July Reflections: On Seeking Comfort from Nature

This year, as we all know too well, many of us had to cancel vacations, weddings, concerts, and other plans that had long been on the calendar in exchange for staying home; an unfair trade, especially after a spring of isolation. I’ve always found myself turning to nature in trying times. Growing up in northern Minnesota, I spent the majority of my time outside, and it’s a huge part of why I started Getaway. And this summer it seems like anyone who wasn’t already spending time outdoors is now. “Being outside” has, almost overnight, become our renewed collective refuge.  Not only a place where our uncomfortable reality seems a little more distant, but also a place where we can be emotionally and spiritually unburdened. 

Our love of nature is, of course, eternal.. In 1984, biologist E.O. Wilson was able to verbalize this connection when he coined the term “biophilia” which literally means “love of nature.” His hypothesis was that humans are hard wired by evolution to feel an emotional pull to other living things, be they animals or plants. And the positive health effects support that theory. It’s been proven that more time in nature results in less stress, less depression, less impulsivity, improved focus, and improved immune system function. Just a 30 minute walk in nature has been show to dramatically decrease negative thought patterns and lower heart rates. A recent study on patients recovering from surgery showed this in dramatic effect: those who had a view of nature  from their recovery room used less pain medication and were discharged more quickly.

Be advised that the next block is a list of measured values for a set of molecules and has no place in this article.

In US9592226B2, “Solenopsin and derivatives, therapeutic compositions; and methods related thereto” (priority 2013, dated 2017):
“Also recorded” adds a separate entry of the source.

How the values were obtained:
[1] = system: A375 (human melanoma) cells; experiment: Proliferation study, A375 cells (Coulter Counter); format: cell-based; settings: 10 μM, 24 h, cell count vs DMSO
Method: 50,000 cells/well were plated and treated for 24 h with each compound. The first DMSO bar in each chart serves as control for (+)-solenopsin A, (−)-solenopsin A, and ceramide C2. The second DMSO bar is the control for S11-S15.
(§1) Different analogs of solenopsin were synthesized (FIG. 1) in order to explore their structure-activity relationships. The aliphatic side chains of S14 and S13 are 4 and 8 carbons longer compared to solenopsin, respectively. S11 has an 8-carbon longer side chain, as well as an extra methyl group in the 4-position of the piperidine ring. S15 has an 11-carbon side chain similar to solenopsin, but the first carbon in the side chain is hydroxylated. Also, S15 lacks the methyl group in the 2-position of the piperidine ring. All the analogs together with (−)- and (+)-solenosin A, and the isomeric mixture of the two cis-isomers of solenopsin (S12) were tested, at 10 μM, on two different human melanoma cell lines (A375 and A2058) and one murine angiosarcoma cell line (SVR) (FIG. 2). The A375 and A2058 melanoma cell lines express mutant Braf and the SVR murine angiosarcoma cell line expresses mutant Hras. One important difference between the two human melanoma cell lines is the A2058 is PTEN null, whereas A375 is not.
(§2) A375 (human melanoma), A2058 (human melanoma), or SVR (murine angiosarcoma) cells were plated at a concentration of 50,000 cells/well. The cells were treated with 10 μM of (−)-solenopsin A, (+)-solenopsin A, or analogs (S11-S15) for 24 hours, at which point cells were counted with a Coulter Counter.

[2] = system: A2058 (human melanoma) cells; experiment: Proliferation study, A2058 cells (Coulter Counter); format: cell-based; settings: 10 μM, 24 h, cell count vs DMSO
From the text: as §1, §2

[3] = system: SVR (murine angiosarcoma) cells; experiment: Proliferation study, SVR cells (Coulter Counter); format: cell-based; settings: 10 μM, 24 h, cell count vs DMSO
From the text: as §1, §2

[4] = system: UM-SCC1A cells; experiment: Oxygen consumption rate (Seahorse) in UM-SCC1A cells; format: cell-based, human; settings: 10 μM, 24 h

It seems plainly obvious that we need nature, but when life cranks at normal pace, it’s easy to lose sight of that need, in the same way many of us can forget to eat if we get lost in work or fun. Now that we’ve had no choice but to slow down, we’ve rediscovered the simple and powerful comfort of nature, as so many other forms of distraction disappeared. During the most locked down period of this pandemic, many of us city dwellers  saw a life without much nature. It wasn’t pretty, speaking personally. When some restrictions loosened, we ran outside, as evidenced by the full parking lots of every hike — at least near where I live And while we need to be sensitive to protecting nature as we benefit from it, the general trend of more time spent in nature is one I celebrate.

We’re all eager for our lives to return to at least some of the “before” picture, but let’s try to hang on to some of the good things we discovered in the “after.” For me, afternoon walks under the trees of my neighborhood and by the side of the East river have become a habit that won’t be easily broken, and I hope you’ve found some similar silver linings during this time.